The Root of the German Error

Our analysis of the rise of German subjectivism and the implications and impacts of the errors made in this development during the early 20th century has shown us the horrific potential consequences of a new evolutionary process when it has not fully appreciate and understood both the purpose and the potential dangers of any misapplication.  In the case of Germany both the internal situation, with the control of the citizenry, the subjection of numerous citizens to arrest, deportation, forced labor or even execution, and the external situation, with the rise or German militarism and its attempt to achieve domination over the world, were due to the misunderstanding of the true role of the individual and the nation in relation to other individuals and other nations.  Evolution is intended to liberate and increase the potential of the individual’s growth, not suppress it in the name of efficiency and organisational process in the society.  Similarly, the unique role and contribution of each nation is not intended to destroy or suppress the other national groupings and their unique contributions to human civilisation.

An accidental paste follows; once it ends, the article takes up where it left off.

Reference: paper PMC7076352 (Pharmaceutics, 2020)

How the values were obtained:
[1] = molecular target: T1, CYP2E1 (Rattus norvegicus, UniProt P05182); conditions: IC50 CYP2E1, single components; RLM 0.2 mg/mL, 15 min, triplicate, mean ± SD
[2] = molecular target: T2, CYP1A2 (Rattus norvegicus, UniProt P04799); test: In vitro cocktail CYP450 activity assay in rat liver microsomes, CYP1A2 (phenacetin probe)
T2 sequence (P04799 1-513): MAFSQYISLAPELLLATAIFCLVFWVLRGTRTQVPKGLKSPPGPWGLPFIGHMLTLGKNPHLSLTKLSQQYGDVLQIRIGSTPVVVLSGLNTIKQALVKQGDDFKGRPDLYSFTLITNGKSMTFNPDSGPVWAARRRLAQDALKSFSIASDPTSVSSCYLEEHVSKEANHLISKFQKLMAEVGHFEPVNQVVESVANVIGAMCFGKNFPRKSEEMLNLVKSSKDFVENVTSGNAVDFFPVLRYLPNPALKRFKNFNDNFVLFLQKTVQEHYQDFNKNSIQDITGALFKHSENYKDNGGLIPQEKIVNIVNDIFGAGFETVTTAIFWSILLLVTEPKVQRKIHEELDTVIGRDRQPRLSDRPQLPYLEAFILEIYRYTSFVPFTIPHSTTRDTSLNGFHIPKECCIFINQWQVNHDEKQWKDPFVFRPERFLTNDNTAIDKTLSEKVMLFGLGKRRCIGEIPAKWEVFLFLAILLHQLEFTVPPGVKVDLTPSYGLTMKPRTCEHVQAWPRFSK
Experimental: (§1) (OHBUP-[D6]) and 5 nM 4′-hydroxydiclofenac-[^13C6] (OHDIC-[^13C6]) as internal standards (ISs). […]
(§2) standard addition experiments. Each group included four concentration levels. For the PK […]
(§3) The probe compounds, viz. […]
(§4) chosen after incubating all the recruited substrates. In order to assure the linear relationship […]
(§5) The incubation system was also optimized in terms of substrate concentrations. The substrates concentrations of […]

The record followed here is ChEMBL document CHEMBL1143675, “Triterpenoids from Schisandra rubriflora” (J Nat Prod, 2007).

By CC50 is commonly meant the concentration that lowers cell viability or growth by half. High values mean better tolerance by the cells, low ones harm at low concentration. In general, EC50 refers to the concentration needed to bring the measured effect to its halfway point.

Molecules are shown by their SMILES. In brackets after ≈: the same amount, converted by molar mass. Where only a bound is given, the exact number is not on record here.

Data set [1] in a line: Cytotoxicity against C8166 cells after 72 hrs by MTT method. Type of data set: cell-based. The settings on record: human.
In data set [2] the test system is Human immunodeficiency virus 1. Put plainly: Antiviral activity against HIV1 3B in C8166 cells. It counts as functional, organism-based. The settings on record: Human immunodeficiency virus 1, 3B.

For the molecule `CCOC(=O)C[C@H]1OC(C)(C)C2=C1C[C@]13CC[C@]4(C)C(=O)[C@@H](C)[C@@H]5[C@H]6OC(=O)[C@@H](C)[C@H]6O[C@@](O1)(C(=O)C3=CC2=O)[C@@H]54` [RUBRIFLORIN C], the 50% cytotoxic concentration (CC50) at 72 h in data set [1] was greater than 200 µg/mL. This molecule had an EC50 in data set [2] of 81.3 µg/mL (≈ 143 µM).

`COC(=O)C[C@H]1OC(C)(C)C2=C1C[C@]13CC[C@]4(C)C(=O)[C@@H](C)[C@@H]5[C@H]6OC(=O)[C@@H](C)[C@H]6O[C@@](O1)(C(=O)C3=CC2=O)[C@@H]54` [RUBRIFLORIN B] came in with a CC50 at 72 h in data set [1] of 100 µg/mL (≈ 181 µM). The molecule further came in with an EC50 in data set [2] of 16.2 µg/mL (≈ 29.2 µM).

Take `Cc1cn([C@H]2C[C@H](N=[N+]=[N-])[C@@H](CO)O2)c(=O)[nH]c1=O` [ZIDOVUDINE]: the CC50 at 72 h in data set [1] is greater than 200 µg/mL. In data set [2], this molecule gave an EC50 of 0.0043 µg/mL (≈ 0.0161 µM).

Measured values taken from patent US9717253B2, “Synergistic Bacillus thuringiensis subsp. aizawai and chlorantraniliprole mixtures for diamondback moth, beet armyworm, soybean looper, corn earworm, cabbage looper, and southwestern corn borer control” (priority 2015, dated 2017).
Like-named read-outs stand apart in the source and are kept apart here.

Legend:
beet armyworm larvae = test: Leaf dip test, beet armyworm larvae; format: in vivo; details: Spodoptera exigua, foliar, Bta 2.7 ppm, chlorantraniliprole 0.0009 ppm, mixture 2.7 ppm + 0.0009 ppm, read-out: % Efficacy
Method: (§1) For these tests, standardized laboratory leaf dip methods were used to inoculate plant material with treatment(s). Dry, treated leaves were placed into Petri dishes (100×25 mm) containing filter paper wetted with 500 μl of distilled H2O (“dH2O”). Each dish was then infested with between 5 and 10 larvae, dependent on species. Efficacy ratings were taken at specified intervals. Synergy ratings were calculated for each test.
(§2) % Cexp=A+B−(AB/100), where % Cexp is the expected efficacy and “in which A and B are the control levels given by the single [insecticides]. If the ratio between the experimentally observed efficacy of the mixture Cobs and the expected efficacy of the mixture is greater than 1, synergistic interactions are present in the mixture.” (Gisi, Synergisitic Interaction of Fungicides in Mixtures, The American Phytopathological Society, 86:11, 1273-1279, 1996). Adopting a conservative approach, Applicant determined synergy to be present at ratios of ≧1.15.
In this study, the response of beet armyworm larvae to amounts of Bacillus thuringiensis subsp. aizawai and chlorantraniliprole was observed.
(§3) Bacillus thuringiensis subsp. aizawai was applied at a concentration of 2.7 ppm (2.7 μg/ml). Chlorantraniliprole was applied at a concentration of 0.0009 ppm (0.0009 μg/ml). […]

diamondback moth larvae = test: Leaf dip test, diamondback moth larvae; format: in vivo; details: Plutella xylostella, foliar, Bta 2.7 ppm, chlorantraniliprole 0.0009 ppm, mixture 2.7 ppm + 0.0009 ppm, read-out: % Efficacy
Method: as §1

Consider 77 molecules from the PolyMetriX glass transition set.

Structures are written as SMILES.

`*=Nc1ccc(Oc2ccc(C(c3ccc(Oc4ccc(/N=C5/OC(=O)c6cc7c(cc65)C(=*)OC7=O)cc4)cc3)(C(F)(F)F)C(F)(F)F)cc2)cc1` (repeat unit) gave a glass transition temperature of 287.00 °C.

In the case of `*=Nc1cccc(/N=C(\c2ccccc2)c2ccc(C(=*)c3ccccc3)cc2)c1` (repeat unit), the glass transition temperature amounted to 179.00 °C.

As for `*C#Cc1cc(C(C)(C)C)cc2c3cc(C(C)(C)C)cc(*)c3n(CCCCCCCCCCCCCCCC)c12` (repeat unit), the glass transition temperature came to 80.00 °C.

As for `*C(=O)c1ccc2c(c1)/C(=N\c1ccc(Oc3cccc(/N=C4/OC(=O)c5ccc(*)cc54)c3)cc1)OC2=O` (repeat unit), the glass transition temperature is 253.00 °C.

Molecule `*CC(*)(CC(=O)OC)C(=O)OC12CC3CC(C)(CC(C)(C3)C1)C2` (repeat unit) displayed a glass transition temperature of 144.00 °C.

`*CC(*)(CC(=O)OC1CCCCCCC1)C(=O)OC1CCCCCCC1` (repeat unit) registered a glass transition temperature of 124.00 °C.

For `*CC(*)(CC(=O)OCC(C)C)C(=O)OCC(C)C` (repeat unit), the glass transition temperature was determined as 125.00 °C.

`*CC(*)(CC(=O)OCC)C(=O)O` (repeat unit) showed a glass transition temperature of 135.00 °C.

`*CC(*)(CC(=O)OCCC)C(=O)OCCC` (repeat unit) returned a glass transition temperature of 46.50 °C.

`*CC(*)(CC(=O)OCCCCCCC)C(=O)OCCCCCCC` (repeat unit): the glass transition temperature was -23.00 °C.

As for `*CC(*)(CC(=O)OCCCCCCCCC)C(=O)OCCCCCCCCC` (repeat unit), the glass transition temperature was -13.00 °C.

Sri Aurobindo observes:  “But the whole root of the German error lies in its mistaking life and the body for the self.  It has been said that this gospel is simply a reversion to the ancient barbarism of the religion of Odin; but this is not the truth.  It is a new and modern gospel born of the application of a metaphysical logic to the conclusions of materialistic Science, of a philosophic subjectivism to the objective pragmatic positivism of recent thought.  Just as Germany applied the individualistic position to the realisation of her communal subjective existence, so she applied the materialistic and vitalistic thought of recent times and equipped it with a subjective philosophy.  Thus she arrived at a bastard creed, an objective subjectivism which is miles apart from the true goal of a subjective age.  To show the error it is necessary to see wherein lies the true individuality of man and of the nation.  It lies not in its physical, economic, even its cultural life which are only means and adjuncts, but in something deeper whose roots are not in the ego, but in a Self one in difference which relates the good of each, on a footing of equality and not of strife and domination, to the good of the rest of the world.”

Sri Aurobindo, The Human Cycle: The Psychology of Social Development, Chapter 5, True and False Subjectivism, pp. 53-54